Naveen first saw Malu on December 8, on the second day of his nearly 700km pilgrimage by foot from the Mookambika temple in Kollur, Udupi to the Sabarimala shrine in Pathanamthitta. Naveen had no way of knowing then that he had found a friend of a lifetime, who would stay by his side through thick and thin.
Back then Malu was just a stray dog that was curious about a bearded man walking along the road.
It took Naveen, a 38-year-old hailing from Kozhikode in Kerala, 17 days to make the journey of more than 600 km by foot. And incredibly, Malu was with him almost every step of the way. And when he made his return journey on December 23, Malu came back home with him, seated right next to him in a KSRTC bus.
An employee at the Kerala State Electricity Board, Naveen began his journey on the morning of December 7. At first, he was worried about several stray dogs that approached him, especially in the morning hours, and invariably shood them off. But something about Malu set this dog apart from others.
â€śIt was after nearly 80 kilometers or so, that I noticed her. She walked towards me from the opposite direction and stopped when she reached right in front of me. I did try shooing her off many times, but she would just not go,â€ť Naveen tells The News Minute.
Malu had a mind of her own. For the first few days, she would maintain a distance of about 20 metres from Naveen and walk ahead of him.
â€śShe would regularly stop and look back at me, probably to make sure I was still following her. After a few days, she began to walk behind me, constantly sniffing at my feet. I let her stay,â€ť Naveen fondly recalls.
The journey earned her a name, a black belt and mudra mala around her neck, and a family. Malu is short for "Malikappuram", a term used to address female Sabarimala devotees.
Did Naveen know what Malu was capable of? Not at first, he admits.
â€śAfter we crossed Kozhikode, I was positive that she would not leave my side. She is a very persistent and clever dog. She would patiently wait for me when I went off to have food or take a bath. She would safely guard my thirumudikettu (bag of articles for worship) and sleep beside me at night,â€ť Naveen says.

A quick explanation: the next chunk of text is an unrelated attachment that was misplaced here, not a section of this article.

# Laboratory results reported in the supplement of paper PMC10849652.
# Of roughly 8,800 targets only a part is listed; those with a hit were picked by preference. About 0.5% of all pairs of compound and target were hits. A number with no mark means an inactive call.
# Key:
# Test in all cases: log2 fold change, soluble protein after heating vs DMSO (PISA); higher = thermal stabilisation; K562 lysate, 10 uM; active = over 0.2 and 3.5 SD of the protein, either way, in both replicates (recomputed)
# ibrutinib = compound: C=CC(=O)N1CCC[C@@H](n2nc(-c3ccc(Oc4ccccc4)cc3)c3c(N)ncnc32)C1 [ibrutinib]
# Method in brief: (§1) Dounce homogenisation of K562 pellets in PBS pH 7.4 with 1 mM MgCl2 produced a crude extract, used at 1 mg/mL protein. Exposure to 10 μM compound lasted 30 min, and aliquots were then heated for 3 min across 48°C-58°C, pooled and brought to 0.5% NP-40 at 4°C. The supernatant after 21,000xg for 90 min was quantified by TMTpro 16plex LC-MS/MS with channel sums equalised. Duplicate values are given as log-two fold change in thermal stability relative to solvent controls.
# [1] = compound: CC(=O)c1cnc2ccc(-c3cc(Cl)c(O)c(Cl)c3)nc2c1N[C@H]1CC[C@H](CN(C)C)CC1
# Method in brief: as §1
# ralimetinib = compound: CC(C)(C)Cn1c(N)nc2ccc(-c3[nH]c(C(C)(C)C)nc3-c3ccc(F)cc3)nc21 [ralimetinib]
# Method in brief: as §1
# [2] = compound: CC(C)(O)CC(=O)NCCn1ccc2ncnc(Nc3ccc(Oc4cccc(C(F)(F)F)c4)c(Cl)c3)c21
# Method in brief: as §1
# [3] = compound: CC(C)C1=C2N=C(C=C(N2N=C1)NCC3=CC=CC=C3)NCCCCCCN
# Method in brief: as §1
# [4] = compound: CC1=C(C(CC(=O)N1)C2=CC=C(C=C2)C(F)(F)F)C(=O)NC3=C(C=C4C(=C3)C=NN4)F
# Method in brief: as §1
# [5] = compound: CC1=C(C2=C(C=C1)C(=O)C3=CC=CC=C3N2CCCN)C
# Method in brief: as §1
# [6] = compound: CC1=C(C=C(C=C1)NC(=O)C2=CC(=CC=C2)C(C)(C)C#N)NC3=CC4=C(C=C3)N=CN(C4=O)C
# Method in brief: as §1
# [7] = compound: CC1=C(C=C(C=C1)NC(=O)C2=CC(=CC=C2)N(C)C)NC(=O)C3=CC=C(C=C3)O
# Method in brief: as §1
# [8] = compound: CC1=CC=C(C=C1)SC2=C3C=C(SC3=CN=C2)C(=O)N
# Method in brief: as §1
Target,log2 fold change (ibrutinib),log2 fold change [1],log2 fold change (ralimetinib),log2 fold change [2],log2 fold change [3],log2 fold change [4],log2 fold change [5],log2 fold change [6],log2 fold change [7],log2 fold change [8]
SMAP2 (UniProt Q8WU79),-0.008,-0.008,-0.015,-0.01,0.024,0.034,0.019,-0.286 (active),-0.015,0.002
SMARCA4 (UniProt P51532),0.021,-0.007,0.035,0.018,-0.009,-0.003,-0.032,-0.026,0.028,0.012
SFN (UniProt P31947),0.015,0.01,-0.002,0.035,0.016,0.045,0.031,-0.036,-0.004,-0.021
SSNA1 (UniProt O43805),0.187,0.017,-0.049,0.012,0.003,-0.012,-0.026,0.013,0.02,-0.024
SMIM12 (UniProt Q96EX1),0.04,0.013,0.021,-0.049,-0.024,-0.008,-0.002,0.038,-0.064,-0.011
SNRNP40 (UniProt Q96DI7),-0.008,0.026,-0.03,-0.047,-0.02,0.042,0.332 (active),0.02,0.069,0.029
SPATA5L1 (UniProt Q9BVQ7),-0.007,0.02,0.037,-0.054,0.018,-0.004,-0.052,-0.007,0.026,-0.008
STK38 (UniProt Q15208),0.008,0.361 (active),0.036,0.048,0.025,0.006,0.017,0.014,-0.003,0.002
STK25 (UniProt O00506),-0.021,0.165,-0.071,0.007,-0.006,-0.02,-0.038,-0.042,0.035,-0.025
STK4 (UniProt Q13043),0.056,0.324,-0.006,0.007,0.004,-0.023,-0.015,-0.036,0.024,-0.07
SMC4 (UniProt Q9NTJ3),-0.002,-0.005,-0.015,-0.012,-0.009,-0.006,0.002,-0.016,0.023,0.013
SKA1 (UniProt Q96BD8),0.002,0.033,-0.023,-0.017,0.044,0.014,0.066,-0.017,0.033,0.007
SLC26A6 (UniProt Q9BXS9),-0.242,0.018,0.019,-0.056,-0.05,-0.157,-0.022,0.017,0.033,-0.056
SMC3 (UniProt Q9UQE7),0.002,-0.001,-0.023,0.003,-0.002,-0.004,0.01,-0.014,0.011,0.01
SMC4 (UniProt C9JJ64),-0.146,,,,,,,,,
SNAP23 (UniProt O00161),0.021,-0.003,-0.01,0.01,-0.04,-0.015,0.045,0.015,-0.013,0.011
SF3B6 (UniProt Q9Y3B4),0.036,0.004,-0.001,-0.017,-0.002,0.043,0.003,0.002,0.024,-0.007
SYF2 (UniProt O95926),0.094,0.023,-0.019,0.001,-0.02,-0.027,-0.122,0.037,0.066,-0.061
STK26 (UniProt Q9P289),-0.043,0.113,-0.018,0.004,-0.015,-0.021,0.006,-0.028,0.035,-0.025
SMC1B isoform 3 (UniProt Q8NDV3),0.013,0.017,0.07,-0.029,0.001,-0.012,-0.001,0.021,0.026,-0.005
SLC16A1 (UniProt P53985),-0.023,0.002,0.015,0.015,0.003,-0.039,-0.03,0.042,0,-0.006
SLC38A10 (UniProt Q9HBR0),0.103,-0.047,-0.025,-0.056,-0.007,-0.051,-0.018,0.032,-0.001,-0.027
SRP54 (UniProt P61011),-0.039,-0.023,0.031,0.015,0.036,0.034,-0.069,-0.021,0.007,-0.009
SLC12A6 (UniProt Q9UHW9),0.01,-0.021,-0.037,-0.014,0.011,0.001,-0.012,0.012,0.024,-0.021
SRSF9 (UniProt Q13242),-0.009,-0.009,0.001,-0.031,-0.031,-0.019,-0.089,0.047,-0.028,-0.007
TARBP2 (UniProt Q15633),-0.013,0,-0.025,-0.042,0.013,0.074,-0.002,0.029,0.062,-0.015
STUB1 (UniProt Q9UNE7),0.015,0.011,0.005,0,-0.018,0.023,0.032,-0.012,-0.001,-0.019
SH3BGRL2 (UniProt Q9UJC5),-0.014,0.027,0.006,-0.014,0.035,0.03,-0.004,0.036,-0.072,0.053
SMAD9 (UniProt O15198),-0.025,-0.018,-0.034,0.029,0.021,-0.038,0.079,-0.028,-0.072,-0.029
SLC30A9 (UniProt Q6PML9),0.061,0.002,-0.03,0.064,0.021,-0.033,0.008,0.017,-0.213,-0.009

(Photo clicked by Mathrubhumi)
Naveenâ€™s voice fills with wonder when he recalls the time Malu acted as his â€śalarmâ€ť to wake him up on time. Naveen used to walk an average of 50km a day, starting off at 3am and walking till he could reach a temple that would serve as his resting place for the night.
â€śMy phoneâ€™s display had stopped working and I had overslept that morning. She tugged at my mundu, and repeatedly barked at me so that I wake up,â€ť Naveen says.
Naveen had the shock of his life when he lost Malu for a few hours at Pamba near the shrine. However, as she had on previous days led Naveen, Malu had gone ahead of him once again.
"She was waiting near the steps that lead to the shrine. For the next one-and-a-half days, Malu waited there for my return. A few of the devotees who had accompanied me from Kozhikode called me on my phone to tell me that Malu was standing near the steps, sniffing at every man who passed by. She jumped on me the moment she spotted me in the crowd," Naveen says.
Journey back home
It was an employee at the KSRTC bus stand in Pamba who suggested that Naveen meet the special officer to make arrangements to take Malu along with him.
"The special officer was glad to hear our story and readily agreed to let her on the bus. I bought a ticket for Rs 460 for Malu and she fell asleep the moment we boarded. She did not wake up until we reached home late in the night," Naveen recounts.
Now, Malu has made herself at home in a large cardboard box in Naveen's house in Beypore. And proudly wears a brown-beaded necklace around her neck to remind herself and those around her of her incredible journey.